A long time ago last week is when it happened. Evil, masquerading as terrorists, slammed two airplanes into the Twin Towers, changing our lives forever. Some more than others were profoundly altered that day. You can count me in that group of those profoundly changed.
Working at our local fire department on September 11, 2001, I will never forget what happened and how it changed me and the other nineteen firefighters in a small training room. Stories about 9/11 should’ve been written last week, but there is a reason why this one wasn’t. It had to be written a week later, and the reason is below. Have I written about this topic before? Yes, but no.
Twenty firefighters from three firehouses across the county had all converged at the central station for what we called “In Service.” The training consisted of a make-believe tabletop exercise, followed by staged outdoor drills.
Our day had just started when the fire chief walked into the room and, without a word, cut on the TV. Such things had never happened before: the Chief attending in service training and the TV being cut on during the daytime.
As he sat down, my attention was drawn to the rapidly changing news coverage; a plane had just hit one of the Twin Towers. Our make-believe tabletop exercise quickly turned into a real-life scenario of how to rescue survivors and how to fight a fire when a plane crashes into the 93rd floor of a skyscraper. It was the impossible unfolding right in front of us.
Quickly the discussion grew louder and louder, that is until the second plane hit. Then, all twenty firefighters and the chief were silenced. That’s when I started to cry, and as I looked around the room, most of the other fire fighters were also.
We knew what the public didn’t know yet. Both buildings were going to fail under the tremendous heat load, and they would soon crumble to the ground. There was going to be massive loss of life. To be honest, I don’t really remember all the stories from the rest of that day.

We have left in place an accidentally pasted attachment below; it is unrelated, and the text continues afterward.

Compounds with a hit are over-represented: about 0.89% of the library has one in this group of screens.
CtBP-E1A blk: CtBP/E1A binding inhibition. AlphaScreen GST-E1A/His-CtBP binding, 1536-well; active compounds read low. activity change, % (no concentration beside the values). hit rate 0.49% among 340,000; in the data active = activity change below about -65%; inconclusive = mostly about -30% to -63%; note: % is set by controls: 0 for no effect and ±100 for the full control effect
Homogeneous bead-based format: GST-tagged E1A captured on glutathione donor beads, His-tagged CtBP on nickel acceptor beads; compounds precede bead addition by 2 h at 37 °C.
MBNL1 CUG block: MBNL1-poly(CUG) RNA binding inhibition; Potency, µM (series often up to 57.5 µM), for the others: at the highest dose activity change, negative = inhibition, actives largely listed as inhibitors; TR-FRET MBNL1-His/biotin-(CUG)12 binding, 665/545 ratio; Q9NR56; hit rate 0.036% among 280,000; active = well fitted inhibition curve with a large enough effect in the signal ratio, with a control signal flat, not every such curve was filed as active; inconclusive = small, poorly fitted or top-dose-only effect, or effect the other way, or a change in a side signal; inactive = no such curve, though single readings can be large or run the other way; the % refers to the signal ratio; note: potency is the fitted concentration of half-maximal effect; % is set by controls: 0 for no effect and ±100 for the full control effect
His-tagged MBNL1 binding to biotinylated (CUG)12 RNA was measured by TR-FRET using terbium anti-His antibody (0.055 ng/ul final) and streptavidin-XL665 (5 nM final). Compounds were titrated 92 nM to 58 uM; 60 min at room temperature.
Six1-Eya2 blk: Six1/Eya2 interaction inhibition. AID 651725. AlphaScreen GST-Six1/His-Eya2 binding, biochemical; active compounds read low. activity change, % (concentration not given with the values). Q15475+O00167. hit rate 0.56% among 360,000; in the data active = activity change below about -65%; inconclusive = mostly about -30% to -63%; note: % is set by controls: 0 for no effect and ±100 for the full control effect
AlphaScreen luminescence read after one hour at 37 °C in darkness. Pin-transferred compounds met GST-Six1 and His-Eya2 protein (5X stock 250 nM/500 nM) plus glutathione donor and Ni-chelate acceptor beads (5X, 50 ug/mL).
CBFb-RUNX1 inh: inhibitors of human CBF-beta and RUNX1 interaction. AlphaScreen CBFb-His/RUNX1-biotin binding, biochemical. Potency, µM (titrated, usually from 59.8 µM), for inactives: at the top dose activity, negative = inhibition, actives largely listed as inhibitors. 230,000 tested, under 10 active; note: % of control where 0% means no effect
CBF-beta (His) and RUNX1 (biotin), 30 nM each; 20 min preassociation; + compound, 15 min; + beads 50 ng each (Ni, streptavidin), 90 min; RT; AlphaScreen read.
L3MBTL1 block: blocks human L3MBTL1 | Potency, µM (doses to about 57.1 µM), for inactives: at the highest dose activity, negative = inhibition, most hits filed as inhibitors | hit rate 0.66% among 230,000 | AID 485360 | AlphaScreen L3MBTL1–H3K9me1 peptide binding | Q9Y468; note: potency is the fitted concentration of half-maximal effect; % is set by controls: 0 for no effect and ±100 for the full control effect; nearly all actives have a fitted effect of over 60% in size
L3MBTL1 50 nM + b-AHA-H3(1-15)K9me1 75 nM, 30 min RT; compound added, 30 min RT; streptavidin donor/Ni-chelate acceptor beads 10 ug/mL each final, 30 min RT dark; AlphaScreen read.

Sure, I continued watching the news coverage, but I was all tangled up in blue — trying, somehow, to deal with what had just happened. True evil, masquerading as terrorists, had and was, going to affect those in the Twin Towers, their families, and everyone who was watching for the rest of their lives. It was simply too much for me to take in. I felt myself being pulled down into a deep, dark well of despair with no way out.
Last week twenty years ago, I saw pure evil on display. But for me, it was just yesterday. There are certain events in people’s lives that change them. The death of a family member or close friend, marriage, divorce, or the birth of a child. Like for so many, the ground moved under my feet that day. On the day the buildings came tumbling down, something was awakened inside of me — changing me forever.
Eventually making it home that afternoon, I sat down in a chair and started to write about how it felt being a firefighter and working when the planes hit the Twin Towers.
At first it was a coping mechanism — trying to deal with the horrific events of the day. But after that first story was finished, I didn’t get up from my desk. I wrote another. Suddenly writing had turned into something much more than a psychological strategy to cope with stress.
I realized I could express myself like I had never been able to before. From that deep well of sadness, a bucket was slowly lowered as I continued to strike the keys. I thought back on the time when I was the happiest. When I wasn’t yet aware of the evil in the world.
I thought about those seven magical years growing up on Flamingo Street with my three brothers, The Sister, and my mom and dad. The sadness went away. My bucket was now overflowing with happy thoughts as it, and I, were pulled back up out of that darkness, back up into the light.
Once I wrote about Evil, masquerading as terrorists, slamming two airplanes into the Twin Towers, but only once. I was able to climb out of that deep well of sadness by way of writing. I will always be thankful of that and the opportunity the editor of this paper gave me to express myself on that day. Today marks the twentieth anniversary of this weekly column. It was one week after 9/11 that my first story was published. That’s why I waited until today to write this story.
I know there is evil in the world, but there’s no room in my bucket to think about it. My bucket is still full of happy thoughts of being a kid growing up back on Flamingo Street, family, and all the good still in the world around us. And those are the topics I write about each week.
Hopefully, if you find yourself in a dark place, one of them will help pull you back into the light. There is still enough happiness in this world to fill everybody’s bucket.
[Rick Ryckeley has been writing stories since 2001. And it has been the privilege of The Citizen to share Rick’s stories with our readers.]